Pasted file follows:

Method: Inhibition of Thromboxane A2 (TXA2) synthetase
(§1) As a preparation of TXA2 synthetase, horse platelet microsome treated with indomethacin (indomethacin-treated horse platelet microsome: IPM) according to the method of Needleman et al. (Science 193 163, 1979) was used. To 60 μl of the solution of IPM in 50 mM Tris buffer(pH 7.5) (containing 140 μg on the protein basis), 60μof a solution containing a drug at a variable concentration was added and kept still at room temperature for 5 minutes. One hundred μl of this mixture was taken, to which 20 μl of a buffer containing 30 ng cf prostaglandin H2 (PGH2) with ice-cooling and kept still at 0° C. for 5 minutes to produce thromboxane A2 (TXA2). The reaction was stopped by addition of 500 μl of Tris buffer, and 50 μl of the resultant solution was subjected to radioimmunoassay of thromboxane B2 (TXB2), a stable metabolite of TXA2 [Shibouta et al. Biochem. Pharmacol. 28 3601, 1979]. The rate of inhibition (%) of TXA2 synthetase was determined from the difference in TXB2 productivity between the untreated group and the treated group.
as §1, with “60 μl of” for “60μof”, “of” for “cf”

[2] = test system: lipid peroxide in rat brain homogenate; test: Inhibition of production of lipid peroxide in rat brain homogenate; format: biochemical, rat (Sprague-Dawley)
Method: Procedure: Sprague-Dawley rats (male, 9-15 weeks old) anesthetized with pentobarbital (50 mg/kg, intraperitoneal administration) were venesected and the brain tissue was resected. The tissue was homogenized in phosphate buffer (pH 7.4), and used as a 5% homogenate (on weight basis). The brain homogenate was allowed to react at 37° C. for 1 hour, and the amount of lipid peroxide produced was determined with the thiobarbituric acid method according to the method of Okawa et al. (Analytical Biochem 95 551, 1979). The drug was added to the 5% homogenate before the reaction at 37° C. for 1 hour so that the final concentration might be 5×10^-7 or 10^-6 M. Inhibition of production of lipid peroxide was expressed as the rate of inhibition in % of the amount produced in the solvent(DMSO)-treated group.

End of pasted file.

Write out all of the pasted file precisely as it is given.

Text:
Method: Inhibition of Thromboxane A2 (TXA2) synthetase
(§1) As a preparation of TXA2 synthetase, horse platelet microsome treated with indomethacin (indomethacin-treated horse platelet microsome: IPM) according to the method of Needleman et al. (Science 193 163, 1979) was used. To 60 μl of the solution of IPM in 50 mM Tris buffer(pH 7.5) (containing 140 μg on the protein basis), 60μof a solution containing a drug at a variable concentration was added and kept still at room temperature for 5 minutes. One hundred μl of this mixture was taken, to which 20 μl of a buffer containing 30 ng cf prostaglandin H2 (PGH2) with ice-cooling and kept still at 0° C. for 5 minutes to produce thromboxane A2 (TXA2). The reaction was stopped by addition of 500 μl of Tris buffer, and 50 μl of the resultant solution was subjected to radioimmunoassay of thromboxane B2 (TXB2), a stable metabolite of TXA2 [Shibouta et al. Biochem. Pharmacol. 28 3601, 1979]. The rate of inhibition (%) of TXA2 synthetase was determined from the difference in TXB2 productivity between the untreated group and the treated group.
as §1, with “60 μl of” for “60μof”, “of” for “cf”

[2] = test system: lipid peroxide in rat brain homogenate; test: Inhibition of production of lipid peroxide in rat brain homogenate; format: biochemical, rat (Sprague-Dawley)
Method: Procedure: Sprague-Dawley rats (male, 9-15 weeks old) anesthetized with pentobarbital (50 mg/kg, intraperitoneal administration) were venesected and the brain tissue was resected. The tissue was homogenized in phosphate buffer (pH 7.4), and used as a 5% homogenate (on weight basis). The brain homogenate was allowed to react at 37° C. for 1 hour, and the amount of lipid peroxide produced was determined with the thiobarbituric acid method according to the method of Okawa et al. (Analytical Biochem 95 551, 1979). The drug was added to the 5% homogenate before the reaction at 37° C. for 1 hour so that the final concentration might be 5×10^-7 or 10^-6 M. Inhibition of production of lipid peroxide was expressed as the rate of inhibition in % of the amount produced in the solvent(DMSO)-treated group.